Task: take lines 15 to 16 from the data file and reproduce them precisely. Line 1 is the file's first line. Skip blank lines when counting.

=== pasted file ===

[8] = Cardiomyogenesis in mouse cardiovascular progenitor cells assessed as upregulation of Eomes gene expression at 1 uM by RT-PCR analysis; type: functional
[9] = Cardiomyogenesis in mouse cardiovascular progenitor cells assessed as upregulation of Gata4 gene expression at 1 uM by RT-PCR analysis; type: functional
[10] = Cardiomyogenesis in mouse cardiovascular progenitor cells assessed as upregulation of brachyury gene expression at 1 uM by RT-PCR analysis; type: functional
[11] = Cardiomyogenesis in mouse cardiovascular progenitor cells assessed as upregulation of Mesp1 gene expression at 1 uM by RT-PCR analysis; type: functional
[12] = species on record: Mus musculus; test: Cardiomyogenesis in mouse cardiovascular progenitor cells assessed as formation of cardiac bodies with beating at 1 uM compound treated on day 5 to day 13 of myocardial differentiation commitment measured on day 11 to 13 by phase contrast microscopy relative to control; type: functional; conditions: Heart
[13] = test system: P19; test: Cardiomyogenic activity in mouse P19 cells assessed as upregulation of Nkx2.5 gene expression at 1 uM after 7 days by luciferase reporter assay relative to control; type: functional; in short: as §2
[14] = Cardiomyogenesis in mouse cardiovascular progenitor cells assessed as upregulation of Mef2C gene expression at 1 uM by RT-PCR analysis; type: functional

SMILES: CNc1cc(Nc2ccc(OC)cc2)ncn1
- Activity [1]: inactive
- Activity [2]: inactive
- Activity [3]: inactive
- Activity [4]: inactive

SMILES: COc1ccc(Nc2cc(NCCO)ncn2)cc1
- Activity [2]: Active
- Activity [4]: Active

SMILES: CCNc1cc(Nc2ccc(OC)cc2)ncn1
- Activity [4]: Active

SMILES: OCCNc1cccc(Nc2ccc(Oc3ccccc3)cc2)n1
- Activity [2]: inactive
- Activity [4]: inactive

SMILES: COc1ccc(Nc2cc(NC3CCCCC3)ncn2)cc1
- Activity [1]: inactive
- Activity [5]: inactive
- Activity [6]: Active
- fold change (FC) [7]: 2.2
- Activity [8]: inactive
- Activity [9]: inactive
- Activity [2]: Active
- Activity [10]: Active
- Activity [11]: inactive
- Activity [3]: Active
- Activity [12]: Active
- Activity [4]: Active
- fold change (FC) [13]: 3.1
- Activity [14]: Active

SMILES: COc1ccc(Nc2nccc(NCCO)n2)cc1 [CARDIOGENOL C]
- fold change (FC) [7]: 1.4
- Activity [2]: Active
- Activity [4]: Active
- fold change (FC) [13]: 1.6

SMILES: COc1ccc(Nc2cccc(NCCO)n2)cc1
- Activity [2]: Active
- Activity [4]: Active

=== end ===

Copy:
- Activity [4]: Active

SMILES: CCNc1cc(Nc2ccc(OC)cc2)ncn1